Gas supplies to most Hawke's Bay consumers, including big fruit and vegetable processors such as Heinz Watties, will return to normal today after gas supplier Natural Gas Corporation (NGC) successfully repressurised its flood-affected pipeline last night.
Supplies were cut after the pipeline to the region was damaged by flooding in Manawatu on Monday.
NGC gas processing and transportation general manager Michael Cummings told NZPA today that the pipeline was successfully repressurised about 8.30pm last night.
Gas supplies were affected after raging floodwaters washed out the Pohangina Bridge near the Manawatu town of Ashurst. The pipeline ran across the bridge.
However, Mr Cummings said despite being knocked off the bridge and downstream into the flooding river, the pipe had remained intact.
Pressure tests had been completed and engineers had been able to find no fractures in the pipe.
As a result the pipe had been repressurised and NGC customers were being brought online throughout today.
Mr Cummings said although the line had been repressurised sufficiently to return customers' supplies to normal, further repairs would be needed to bring it up to full pressure.
Engineers were currently building a temporary structure across the Pohangina River that a new temporary section of pipeline could be put across.
That work would hopefully be completed by Friday next week, he said.
However, the long-term solution would be to place a permanent section of pipeline either in a trench dug in the river bed or through a space drilled under the river bed.
That work would take six weeks to two months, he said.
The risk of having the pipeline resting on the river bed, as it was currently, in flowing water was that it could be hit and damaged by debris if there was further flooding, he said.
Food giant Heinz-Wattie used LPG gas to resume limited sweetcorn processing yesterday, but had its entire workforce of 600 on standby for normal production today and Sunday.
The night shift at Hawke's Bay Wool Scourers was also on standby to resume production as soon as the gas came on and a team of electricians and engineers were preparing the Awatoto plant.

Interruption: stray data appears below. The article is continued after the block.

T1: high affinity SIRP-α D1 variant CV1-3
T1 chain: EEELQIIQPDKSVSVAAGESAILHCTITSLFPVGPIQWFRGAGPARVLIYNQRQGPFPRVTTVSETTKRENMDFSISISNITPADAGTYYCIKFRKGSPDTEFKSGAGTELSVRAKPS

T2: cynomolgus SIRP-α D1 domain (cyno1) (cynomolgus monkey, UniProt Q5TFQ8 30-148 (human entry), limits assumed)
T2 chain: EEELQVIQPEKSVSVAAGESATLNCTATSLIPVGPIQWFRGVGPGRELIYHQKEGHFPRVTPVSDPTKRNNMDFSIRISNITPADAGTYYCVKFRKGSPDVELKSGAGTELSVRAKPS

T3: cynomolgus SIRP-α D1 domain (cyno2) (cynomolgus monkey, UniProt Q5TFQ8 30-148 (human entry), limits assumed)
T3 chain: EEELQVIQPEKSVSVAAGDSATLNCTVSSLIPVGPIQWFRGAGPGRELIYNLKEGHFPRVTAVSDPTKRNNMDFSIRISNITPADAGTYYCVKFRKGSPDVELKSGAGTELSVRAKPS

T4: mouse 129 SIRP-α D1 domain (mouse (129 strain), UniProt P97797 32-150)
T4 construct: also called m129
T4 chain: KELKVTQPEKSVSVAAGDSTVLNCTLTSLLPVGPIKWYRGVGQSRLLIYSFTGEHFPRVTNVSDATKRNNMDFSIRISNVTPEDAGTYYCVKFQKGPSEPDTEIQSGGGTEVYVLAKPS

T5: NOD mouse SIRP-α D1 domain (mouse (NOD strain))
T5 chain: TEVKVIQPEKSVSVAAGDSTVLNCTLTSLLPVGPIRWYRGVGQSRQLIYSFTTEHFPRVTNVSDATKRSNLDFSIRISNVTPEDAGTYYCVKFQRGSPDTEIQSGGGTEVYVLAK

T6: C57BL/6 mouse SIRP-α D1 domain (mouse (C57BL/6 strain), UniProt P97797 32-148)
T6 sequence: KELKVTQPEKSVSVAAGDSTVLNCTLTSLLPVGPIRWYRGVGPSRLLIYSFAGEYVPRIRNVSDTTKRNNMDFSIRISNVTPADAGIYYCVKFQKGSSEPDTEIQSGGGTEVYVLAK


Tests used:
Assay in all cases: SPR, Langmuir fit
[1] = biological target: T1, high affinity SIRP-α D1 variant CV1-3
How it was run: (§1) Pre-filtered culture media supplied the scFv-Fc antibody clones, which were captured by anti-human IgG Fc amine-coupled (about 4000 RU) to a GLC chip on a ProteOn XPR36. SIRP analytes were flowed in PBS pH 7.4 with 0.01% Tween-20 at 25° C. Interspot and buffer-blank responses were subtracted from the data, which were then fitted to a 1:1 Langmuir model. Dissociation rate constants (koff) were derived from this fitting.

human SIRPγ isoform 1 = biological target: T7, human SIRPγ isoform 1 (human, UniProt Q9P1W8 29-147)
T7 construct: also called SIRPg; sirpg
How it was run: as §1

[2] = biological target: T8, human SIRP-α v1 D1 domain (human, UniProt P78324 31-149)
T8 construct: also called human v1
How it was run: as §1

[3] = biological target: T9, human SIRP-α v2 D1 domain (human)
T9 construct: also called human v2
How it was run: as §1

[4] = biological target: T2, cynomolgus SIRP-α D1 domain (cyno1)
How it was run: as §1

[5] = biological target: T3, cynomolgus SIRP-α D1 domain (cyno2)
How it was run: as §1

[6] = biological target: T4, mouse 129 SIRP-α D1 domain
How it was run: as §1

General manager Nigel Hales said the plant would work seven days a week to catch up. The gas-enforced closure had caused the company to miss shipping connections for its scoured wool.
McCain Foods was running at 50 per cent capacity yesterday after converting some of its boilers to diesel. New Zealand general manager Ian Wilmot said the Hastings plant could be in full production within 12 hours of the pipeline reopening.
"If gas is flowing later... our harvest crews will be in the field picking sweetcorn," he said.
Ray Pantoja, of the Turbo Group which operates the Masonic Hotel, was not abandoning his "plan B". Boilers were still being converted to run on diesel so the bars and restaurants could reopen for Napier's Art Deco Weekend, which begins today.
"We have plan A and plan B and we are working on both in case one falls over," Mr Pantoja said.
Gas Association chairman Trevor Goodwin said last night consumers must wait for their retailers to contact them regarding reconnection to the network.
"Gas supplies are still precarious and resumption must be staggered to avoid a sudden draw-off of gas. This could cause further serious problems," he said.
Herald Feature: Storm
Related information and links